Flamin’ Groovies are returning with a brand new album! Titled Fantastic Plastic, the album will be released on September 22, 2017 on the band’s own Sonic Kicks Records label in association with Severn Records. The release will be the first Groovies’ studio album since 1979’s Jumpin’ In the Night and represents the reunion of original band member Cyril Jordan and longtime guitarist Chris Wilson.
Produced by Cyril Jordan and Joel Jaffe (who also contributes guitar) and largely recorded at Studio D in Sausalito, Fantastic Plastic features ten new original tunes penned by Jordan and Wilson as well as covers of the Beau Brummels’ “Don’t Talk To Strangers” and NRBQ’s “I Want You Bad.”
Formed in 1965 by guitarist Jordan and singer/guitarist Roy Loney, the Flamin’ Groovies quickly found an audience in their hometown of San Francisco. The release of a 10” seven-song EP titled Sneakers earned the band a contract with CBS, which released the Groovies’ subsequent 1969 debut album, Supersnazz. Audiences weren’t ready for the Groovies’ 1950s-inspired, ‘60s-oriented hybrid of power pop, punk, and garage rock and poor sales led to the label dropping the band shortly after the LP’s release.
Undaunted, the Groovies were signed by Kama Sutra Records, which released a pair of bona fide classic rock ‘n’ roll LPs in 1970’s Flamingo and 1971’s Teenage Head. Once again, audiences weren’t keeping up with the band’s evolution in sound. Going on a five-year hiatus that saw the departure of lead vocalist Loney (who later formed his Phantom Movers band), the Flamin’ Groovies roared back with new singer and guitarist Chris Wilson to record what would become the band’s ‘magnum opus’, 1976’s classic Shake Some Action, released by Sire Records.
The label would release two more Groovies’ albums – 1978’s Flamin’ Groovies Now and 1979’s Jumpin’ In the Night – both of which displayed a harder-edged, punkier sound, before dropping the band. Wilson jumped ship in 1980 to join the Barracudas, and Jordan kept the Groovies going until he pulled the plug in 1992. Always slightly ahead of their time, none of the Groovies’ Sire releases sold particularly well, although all have since become considered as important albums that influenced both the evolution of punk rock and power-pop, and the Groovies’ sound can be heard in the music of folks like NRBQ, Matthew Sweet, the dB’s, and the Plimsouls, among many others.
Jordan and Wilson reunited in London in 2013 where Jordan was performing with Groovies co-founder Loney. One thing led to another, and the Groovies’ reformed with Jordan and Wilson and began doing live shows. Fantastic Plastic was the result of sporadic recording sessions held over a three-year period as the band met in San Francisco to rehearsals. “The second time we got together,” recalls Jordan in a press release for the new album, “I said, ‘let’s go to Sausalito, let’s do some recording. If we’re going to cut an album, let’s keep going like we were in the days with Sire, writing original material in the style that we’ve chosen.’ Every time we got together, we’d go in the studio and lay down two or three basic tracks, and then I would start overdubbing, and Chris would come down and we’d do vocals. It’s taken us almost three years to do the album – recording it that way, we had to wait until the next tour, and the guys would come into town and start up again.”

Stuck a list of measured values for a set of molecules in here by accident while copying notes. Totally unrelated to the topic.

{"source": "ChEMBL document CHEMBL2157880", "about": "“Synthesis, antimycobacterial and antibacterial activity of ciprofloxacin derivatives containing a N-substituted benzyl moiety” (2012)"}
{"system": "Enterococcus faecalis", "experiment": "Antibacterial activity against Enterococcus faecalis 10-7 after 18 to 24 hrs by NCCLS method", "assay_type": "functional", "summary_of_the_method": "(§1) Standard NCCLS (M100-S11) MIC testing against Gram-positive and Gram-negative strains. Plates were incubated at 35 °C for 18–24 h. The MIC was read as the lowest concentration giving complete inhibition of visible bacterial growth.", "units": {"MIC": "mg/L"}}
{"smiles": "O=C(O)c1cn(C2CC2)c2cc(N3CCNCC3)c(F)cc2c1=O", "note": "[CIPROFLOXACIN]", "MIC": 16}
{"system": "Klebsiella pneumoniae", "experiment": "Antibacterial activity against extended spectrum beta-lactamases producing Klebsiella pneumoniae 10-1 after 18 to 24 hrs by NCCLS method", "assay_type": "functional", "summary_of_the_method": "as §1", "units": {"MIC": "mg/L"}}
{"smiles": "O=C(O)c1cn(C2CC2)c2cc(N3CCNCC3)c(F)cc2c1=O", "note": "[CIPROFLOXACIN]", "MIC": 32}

Fortunately, Jordan and Wilson quickly found their songwriting groove “It was 33 years that we hadn’t seen each other – we’re talking three decades,” says Jordan. “But when we got back together and I started showing him the musical ideas I had for [the new song] ‘End of the World,’ he immediately came up with the second verse. It was as if time and space hadn’t affected us. It was the same as it was back in 1979 when we were writing the songs for Jumpin’ In the Night. We went back and locked into that. It’s really amazing.”
Largely recorded with original band bassist George Alexander and latter-day Groovies’ drummer Victor Penalosa, Fantastic Plastic includes assistance from members of the Fabulous Thunderbirds. The instrumental song “I’d Rather Spend My Time With You” was recorded with noted producer/archivist Alec Palao on bass and Tubes/Todd Rundgren drummer Prairie Prince. The band will be on the road for a number of late-August dates on the east coast before spending most of September performing in Europe. The Groovies will return to the states in October for shows in Chicago, Cleveland, Nashville, St. Louis, and elsewhere. In the meantime, we get a cool new Flamin’ Groovies album…and that’s good news, indeed!
Buy the CD from Amazon.com: The Flamin’ Groovies’ Fantastic Plastic